After some trial and error, Rishi and I found an unused office and huddled around his Mac for a Google Hangout interview with a Bay Area reporter about the Khan/RWJF health care education project. Later, I met with Shantanu, the Khan COO and former “math jock” high school friend of Sal, as well as Charlotte, external relations, and Matt, software engineer. They’re all long termers at Khan—that means they’ve been there for about two years. Overall, the energy was pretty electric. One other small thing—do not be fooled—these incredible people are, how should I put it—ferociously—intense and focused.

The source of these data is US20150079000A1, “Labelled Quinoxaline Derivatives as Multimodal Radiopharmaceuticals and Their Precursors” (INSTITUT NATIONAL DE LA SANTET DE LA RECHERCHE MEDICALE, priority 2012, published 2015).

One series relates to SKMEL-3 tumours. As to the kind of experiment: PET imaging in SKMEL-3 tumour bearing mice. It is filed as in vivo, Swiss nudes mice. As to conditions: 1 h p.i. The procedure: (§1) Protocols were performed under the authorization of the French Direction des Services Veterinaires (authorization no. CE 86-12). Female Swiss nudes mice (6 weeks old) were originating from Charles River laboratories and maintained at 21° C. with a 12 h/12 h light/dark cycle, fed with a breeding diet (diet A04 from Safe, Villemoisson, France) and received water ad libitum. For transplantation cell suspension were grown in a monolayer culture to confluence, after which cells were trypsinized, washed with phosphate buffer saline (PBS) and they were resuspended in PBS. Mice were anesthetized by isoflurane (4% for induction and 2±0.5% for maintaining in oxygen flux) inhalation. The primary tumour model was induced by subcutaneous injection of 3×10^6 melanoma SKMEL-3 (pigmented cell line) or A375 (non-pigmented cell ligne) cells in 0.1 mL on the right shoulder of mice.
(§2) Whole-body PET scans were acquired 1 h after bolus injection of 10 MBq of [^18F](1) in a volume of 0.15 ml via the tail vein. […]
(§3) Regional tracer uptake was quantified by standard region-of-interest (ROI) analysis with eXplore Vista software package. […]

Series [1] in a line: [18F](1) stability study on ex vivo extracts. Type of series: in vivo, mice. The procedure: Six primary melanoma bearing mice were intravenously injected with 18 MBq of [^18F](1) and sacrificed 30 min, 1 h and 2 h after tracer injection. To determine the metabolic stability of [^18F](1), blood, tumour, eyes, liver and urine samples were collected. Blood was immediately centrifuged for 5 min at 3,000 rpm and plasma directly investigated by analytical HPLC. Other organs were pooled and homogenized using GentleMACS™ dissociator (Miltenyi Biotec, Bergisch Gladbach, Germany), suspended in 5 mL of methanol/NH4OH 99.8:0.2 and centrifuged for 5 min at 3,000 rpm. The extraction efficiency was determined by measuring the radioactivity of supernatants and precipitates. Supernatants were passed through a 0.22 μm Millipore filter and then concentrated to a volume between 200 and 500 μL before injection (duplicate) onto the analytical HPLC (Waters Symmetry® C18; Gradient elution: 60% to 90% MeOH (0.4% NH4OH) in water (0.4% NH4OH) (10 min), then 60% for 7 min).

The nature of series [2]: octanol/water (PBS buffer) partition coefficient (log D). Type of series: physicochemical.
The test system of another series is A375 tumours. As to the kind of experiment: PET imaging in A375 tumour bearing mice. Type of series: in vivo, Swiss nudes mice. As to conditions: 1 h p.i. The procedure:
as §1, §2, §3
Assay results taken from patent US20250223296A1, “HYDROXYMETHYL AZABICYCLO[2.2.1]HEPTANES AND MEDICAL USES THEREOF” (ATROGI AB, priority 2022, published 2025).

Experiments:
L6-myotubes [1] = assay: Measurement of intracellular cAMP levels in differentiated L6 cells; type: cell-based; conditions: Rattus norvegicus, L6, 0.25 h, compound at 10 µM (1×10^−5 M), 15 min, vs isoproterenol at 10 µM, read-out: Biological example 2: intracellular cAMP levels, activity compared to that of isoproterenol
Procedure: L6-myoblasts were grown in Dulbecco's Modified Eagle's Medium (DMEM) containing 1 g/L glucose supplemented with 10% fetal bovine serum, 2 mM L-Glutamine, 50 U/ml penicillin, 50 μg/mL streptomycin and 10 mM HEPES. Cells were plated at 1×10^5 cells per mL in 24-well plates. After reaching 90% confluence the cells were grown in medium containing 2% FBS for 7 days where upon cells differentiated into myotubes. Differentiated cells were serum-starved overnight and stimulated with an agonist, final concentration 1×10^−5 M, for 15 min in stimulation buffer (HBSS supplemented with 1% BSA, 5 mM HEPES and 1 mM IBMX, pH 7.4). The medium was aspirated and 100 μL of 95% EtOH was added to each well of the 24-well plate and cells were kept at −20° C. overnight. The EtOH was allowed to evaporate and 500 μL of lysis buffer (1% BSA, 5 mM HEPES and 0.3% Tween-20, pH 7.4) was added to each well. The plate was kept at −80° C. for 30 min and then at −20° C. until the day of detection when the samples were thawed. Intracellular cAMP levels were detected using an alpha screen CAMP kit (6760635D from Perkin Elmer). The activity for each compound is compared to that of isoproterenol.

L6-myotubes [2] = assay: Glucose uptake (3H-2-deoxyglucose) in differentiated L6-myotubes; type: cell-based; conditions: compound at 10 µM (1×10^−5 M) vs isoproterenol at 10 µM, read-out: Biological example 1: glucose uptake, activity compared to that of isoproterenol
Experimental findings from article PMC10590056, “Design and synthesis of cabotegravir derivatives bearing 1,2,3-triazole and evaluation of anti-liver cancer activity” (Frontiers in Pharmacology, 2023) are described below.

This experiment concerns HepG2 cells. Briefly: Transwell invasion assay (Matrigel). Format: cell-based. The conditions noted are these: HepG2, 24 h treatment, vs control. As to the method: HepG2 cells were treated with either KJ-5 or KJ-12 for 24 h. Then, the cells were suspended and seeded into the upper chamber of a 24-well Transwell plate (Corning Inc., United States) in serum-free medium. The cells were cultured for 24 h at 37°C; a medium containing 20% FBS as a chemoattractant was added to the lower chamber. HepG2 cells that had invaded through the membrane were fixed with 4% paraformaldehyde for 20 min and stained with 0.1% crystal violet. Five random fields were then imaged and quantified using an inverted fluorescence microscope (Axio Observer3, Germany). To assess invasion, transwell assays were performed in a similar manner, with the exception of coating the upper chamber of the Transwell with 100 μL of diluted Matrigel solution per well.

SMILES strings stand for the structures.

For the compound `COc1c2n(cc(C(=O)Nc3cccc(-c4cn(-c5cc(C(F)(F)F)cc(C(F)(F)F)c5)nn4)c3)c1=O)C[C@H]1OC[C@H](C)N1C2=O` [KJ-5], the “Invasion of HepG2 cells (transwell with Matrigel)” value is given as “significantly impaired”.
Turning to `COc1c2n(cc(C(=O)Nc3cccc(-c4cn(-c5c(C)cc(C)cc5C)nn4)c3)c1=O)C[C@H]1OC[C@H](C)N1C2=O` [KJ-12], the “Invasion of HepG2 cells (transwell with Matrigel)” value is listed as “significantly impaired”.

Pioneers in flipping the med school classroom
The next morning, Rishi and I met at Stanford Medical School—in the Li Ka Shing Center for Learning and Knowledge—an enormous and beautiful building off Campus Drive near the hospital that did not exist back in my days as an earnest Stanford law student. We were there to observe some pioneers in medical education attempt to use Khan-like videos to flip the medical school classroom. This work at Stanford is part of the current Khan Academy and RWJF collaboration. We’re trying to understand what happens when a medical school attempts to use the Khan-style videos to change the classroom interaction.